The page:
Cheat-Seeking Missles

Monday, May 12, 2008

Oily Pundits

As President Bush leaves for Riyadh to mark the 75th anniversary of US-Saudi relations, there is for a change something other than terrorism on his mind:

Bush is going to ask the Saudis to do what they can to stabilize oil prices, which to some extent at least, the Saudis can help do by increasing production.

He could be asking the impossible, since the market may be out of control as world demand has surged and speculators are jacking up the market. (Does it remind you of the last couple years of housing price insanity before that bubble burst?)

But Bush's request is not unreasonable because the Saudis have plenty of reason to try to control the market, and oil man Bush knows it. But that doesn't stop the oily pundits from spouting off:
John [sic] Alterman of the Center for Strategic and International Studies issued a caveat of a different sort, warning that the US president should not be too hopeful about winning Saudi cooperation.

"In past years, the Saudis have really put themselves out to help American presidents," Alterman said, adding that "they're not really going to put themselves out to help this president."

Washington, he said, will be hampered by the legacy of its massive missteps in Iraq and elsewhere around the globe over the past few years.

"There is suddenly a need to hedge against US incompetence. That changes the whole way these meetings go, and it changes what happens when the US president says I really need you to do this," Alterman said. (AFP)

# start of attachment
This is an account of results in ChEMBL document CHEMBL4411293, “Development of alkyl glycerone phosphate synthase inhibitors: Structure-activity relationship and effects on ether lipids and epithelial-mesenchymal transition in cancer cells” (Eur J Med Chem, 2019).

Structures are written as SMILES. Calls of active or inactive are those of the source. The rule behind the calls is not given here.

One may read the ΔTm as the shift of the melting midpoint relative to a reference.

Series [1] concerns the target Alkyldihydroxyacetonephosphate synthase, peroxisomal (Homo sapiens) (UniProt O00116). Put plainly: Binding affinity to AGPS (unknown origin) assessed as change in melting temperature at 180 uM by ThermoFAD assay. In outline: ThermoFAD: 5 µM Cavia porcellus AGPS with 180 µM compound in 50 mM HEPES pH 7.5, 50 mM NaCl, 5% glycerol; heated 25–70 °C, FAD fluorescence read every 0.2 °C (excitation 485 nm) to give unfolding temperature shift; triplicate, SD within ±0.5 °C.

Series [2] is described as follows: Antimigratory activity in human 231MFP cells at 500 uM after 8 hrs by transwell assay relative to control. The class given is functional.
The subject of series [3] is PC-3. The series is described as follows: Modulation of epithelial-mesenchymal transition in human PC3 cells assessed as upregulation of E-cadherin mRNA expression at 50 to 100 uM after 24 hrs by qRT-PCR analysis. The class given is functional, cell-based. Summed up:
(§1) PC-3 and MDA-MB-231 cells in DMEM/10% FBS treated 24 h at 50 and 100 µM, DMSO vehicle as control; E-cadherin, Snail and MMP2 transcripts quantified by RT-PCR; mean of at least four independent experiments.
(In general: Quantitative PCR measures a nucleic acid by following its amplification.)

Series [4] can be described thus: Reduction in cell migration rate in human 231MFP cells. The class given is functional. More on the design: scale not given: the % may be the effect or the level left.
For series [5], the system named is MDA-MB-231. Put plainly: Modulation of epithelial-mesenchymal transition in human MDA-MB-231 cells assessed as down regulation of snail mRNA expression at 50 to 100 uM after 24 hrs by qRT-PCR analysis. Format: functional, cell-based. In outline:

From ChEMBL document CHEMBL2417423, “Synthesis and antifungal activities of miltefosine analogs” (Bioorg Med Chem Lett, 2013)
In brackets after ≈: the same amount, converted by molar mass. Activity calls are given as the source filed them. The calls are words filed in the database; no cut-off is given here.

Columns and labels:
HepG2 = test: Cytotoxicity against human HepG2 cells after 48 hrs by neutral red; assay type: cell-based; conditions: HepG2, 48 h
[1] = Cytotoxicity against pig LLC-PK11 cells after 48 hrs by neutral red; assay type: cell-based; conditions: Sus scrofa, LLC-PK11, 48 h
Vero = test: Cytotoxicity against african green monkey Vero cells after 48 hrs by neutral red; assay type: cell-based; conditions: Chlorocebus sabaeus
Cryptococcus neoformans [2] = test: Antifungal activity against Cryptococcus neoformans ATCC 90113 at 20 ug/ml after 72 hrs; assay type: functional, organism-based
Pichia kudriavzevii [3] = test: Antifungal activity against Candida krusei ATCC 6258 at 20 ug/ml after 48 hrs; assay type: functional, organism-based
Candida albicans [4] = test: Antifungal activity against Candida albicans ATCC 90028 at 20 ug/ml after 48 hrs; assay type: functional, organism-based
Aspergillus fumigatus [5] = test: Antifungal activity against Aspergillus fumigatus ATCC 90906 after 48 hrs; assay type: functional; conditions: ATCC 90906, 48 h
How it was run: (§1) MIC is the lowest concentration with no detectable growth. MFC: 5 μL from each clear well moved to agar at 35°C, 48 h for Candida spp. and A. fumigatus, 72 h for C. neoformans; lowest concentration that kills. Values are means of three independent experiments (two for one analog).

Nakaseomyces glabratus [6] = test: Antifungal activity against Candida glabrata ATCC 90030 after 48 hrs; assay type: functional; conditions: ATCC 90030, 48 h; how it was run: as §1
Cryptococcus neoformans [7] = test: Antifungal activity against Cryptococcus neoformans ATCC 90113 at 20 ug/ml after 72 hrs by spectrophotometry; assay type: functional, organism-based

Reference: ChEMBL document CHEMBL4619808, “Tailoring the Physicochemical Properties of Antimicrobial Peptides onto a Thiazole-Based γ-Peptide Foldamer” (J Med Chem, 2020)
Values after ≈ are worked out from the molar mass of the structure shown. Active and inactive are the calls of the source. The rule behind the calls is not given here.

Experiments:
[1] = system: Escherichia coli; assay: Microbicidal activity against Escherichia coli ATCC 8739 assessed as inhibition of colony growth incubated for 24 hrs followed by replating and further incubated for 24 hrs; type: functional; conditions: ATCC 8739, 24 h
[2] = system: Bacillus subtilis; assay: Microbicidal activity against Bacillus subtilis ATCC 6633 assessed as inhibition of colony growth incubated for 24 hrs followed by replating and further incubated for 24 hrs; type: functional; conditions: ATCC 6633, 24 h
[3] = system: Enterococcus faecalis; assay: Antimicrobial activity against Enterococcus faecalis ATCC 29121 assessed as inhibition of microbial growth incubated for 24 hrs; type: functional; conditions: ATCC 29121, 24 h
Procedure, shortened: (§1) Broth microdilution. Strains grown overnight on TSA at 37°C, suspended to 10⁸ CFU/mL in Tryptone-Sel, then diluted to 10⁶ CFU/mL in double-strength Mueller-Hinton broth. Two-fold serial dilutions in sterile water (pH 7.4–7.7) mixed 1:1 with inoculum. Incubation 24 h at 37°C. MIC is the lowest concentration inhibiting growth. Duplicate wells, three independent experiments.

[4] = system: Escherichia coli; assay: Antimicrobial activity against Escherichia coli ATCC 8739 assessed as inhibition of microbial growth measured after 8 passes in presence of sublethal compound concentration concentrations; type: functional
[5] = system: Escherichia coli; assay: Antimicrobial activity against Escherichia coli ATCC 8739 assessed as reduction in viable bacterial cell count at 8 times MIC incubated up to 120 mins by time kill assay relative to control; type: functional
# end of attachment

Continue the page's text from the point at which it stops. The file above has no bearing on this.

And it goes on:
The "massive missteps in Iraq" have had many downsides, but it hasn't been particularly detrimental t the Saudis. Bush's boldness in taking on Saddam (yeah, second guess that; I don't blame you) kept the oil markets stable to the Saudi's great benefit.

Plus, our presence in Iraq has probably contained Iran. Who knows where the mad Shi'a mullahs would be if there weren't US troops on their border. Another big favor at Bush's (and our) expense.

Then this: "There is suddenly a need to hedge against US incompetence." I really don't have any idea what Alterman is trying to say here. There is no reason to hedge against Bush any more; he's in his last months and won't be doing much. Besides, even if you say Bush is incompetent, what has that incompetence cost the Saudis? $115-a-barrel oil? It could be worse, eh?

So whose incompetence is Alterman talking about? Obama's? That's credible, but I get the sense he's got an agenda and that's not at all what he means.

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